On the Trove website of the National  Library of Australia is a newspaper article from the South Australian Advertiser, published May 13th, 1872 that describes the President Engine, and also refers to John West and several other Cornish Engineers. The Trove site is a fascinatingTroveIcon resource, and whilst there, I was quickly sidetracked into doing my bit by correcting the transcript of the article. I highly recommend a visit to Trove, and having a session at correcting some text for them.

 Here is the text of the article-

THE LARGEST STATIONARY ENGINE IN THE WORLD


A recent number of the Mining Journal gives an interesting account of the starting of the Lehigh Zinc Company’s mammoth engine, in America. After describing the progress of fine ore mining generally, the following brief description of the great pumping engine is added:—
The engine was three years building, and was designed by Mr. John West, engineer of thePresidentNewspaper Lehigh Zinc Company, who personally superintended its erection in all its parts, down to the minutest particular. The engine was built by Merries: & Sons, Philadelphia, and the
pumps and boilers by I. P. Morris & Co., Philadelphia. The object for which the engine was built was to concentrate the greatest amount of power on one particular spot in the mines in the most economical manner. These new pumps drain the whole property of the Company, and are erected on the particular spot on which they stand on account of the presence of a firm rock to plant upon. Following is a description of the mammoth engine, as we gathered it from a conversation with Mr.West, which will be found to contain technical facts which Mr. Webster did not give in his remarks.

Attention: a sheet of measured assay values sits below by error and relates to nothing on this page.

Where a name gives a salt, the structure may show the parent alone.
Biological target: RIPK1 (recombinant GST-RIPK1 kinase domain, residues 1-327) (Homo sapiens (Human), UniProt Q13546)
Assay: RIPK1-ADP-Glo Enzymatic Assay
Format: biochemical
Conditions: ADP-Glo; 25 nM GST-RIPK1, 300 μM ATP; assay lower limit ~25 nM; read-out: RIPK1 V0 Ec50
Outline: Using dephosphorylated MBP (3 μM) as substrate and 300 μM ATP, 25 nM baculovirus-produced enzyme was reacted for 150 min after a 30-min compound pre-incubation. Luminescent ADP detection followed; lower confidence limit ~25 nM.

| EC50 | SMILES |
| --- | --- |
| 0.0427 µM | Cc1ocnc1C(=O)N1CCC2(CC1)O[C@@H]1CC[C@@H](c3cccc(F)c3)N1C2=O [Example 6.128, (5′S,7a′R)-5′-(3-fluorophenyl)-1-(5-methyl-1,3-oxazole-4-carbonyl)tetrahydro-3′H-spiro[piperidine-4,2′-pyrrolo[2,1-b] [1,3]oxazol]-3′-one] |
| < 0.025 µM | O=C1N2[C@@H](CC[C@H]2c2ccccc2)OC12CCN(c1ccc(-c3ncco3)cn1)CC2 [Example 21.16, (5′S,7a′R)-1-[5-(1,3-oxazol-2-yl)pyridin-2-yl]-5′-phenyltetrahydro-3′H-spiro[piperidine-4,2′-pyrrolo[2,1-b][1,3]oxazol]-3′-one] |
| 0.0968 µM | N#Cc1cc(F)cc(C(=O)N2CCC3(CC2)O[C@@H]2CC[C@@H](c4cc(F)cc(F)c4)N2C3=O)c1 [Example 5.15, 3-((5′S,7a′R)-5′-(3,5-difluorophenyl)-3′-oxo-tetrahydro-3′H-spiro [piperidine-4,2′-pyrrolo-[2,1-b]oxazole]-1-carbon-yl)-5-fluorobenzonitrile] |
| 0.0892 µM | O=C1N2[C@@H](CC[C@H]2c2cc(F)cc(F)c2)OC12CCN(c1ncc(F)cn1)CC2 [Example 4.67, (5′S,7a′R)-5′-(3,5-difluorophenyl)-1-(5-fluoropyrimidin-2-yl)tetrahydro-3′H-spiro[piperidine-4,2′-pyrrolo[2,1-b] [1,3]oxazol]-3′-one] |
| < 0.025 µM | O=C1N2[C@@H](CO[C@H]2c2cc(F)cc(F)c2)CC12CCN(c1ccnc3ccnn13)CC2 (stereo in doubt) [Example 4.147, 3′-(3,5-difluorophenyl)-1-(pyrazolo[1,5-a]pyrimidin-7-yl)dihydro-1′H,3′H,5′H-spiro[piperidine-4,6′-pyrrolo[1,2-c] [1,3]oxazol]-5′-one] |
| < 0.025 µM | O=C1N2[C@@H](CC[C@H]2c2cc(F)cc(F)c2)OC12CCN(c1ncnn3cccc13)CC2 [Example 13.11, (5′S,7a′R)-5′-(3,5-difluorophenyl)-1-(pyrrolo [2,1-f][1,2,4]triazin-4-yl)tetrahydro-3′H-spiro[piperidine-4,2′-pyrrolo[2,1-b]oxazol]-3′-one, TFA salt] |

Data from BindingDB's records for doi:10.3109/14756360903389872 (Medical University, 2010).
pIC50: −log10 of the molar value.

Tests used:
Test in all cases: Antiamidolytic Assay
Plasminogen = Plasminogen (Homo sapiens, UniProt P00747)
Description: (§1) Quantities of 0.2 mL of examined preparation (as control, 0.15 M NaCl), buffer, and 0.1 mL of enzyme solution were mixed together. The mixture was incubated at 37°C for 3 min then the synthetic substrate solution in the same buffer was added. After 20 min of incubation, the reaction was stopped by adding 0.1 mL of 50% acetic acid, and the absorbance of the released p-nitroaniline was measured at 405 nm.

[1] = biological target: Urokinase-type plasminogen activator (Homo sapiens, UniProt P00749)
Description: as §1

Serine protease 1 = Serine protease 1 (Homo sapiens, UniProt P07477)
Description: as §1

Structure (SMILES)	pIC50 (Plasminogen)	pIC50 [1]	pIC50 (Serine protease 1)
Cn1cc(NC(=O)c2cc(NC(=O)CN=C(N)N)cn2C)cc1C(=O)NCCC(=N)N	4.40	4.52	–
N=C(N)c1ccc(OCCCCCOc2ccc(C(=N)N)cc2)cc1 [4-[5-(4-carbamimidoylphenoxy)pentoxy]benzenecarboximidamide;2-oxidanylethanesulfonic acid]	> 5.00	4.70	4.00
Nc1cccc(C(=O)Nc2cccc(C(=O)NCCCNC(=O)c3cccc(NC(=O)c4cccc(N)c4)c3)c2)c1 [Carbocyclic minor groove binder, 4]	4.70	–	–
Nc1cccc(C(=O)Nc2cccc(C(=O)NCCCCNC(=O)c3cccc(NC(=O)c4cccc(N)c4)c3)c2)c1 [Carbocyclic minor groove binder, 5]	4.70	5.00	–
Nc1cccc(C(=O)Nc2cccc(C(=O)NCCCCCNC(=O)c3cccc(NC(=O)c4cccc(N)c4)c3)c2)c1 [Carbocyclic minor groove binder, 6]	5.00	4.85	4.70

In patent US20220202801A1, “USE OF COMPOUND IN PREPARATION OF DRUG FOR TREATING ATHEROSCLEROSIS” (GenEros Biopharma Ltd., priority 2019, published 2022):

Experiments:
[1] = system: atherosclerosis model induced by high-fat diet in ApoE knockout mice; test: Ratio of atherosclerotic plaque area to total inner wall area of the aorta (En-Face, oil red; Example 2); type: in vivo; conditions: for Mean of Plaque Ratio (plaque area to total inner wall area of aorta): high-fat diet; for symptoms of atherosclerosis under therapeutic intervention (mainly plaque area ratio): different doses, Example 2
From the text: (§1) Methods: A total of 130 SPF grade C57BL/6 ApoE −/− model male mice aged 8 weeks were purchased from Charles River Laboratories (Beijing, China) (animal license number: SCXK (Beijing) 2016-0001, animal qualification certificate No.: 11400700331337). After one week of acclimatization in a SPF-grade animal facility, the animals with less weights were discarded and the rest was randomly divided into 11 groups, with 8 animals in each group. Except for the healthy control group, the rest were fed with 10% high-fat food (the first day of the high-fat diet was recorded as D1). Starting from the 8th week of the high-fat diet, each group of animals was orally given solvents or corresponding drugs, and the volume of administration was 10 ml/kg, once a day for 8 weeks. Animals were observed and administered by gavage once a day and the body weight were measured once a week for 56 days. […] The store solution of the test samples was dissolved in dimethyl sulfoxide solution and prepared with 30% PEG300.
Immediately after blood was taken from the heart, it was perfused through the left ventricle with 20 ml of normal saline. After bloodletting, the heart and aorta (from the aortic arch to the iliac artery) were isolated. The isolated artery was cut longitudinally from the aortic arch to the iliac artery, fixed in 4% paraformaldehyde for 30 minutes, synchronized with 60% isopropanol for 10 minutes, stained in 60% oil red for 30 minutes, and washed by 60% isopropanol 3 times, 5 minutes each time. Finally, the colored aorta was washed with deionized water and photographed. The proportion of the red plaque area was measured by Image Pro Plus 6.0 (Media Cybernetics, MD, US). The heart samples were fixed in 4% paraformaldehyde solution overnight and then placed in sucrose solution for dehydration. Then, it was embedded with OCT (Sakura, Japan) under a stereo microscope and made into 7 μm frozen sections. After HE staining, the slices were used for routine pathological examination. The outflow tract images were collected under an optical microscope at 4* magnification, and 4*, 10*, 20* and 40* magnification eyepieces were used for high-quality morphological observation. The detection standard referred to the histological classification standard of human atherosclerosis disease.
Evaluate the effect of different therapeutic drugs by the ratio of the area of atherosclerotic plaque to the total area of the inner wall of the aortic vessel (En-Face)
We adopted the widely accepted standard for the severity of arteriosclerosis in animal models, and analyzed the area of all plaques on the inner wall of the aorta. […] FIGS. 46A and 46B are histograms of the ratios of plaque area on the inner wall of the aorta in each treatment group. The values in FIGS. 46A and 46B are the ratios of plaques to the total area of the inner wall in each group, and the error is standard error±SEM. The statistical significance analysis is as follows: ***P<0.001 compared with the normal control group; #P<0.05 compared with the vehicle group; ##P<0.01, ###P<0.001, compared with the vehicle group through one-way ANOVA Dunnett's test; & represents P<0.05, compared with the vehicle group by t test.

The engine has a pumping capacity of 15,000 gallons per minute, and may be run to 17,000 in case of emergency, raising water from a depth of 300 feet The engine alone weighs 650 tons, and including the pumps and boilers the total weight of the machinery is 1,000 tons. Size of cylinder, 110 inches in diameter; length of stroke, 10 feet. The heaviest pieces of iron in the engine are the sections of beams, and weigh 24 tons. There are two pieces of wrought-iron -weighing 16 tons each. The fly-wheels weigh 75 tons each; crank pins 1 ton each. The piston rod is 14 inches in diameter. The cross head weighs 8 tons. The connecting rods have 9-inch necks, and are 15 inches in the middle, 41 feet 2 1/2  inches long, and weigh 11 tons each.
There are two air pumps, 50 inches in diameter each.
PresidentNewspaper2This is, so far as known, the most powerful stationary engine in the world. Next to it in point of size and capacity is the engine at the Cincinnati Waterworks, cylinder 109 inches in diameter. Next is the engine at the Brooklyn Works, cylinder 90 inches; and next the engines used to drain the Meer at Haarlem, in Holland, There are three of these cylinders, 84 inches steam, with 12 feet Sims’compound, 600 -horse-power each. Next are the large Cornish engines used in the Cornish mines in England, and in the London Waterworks.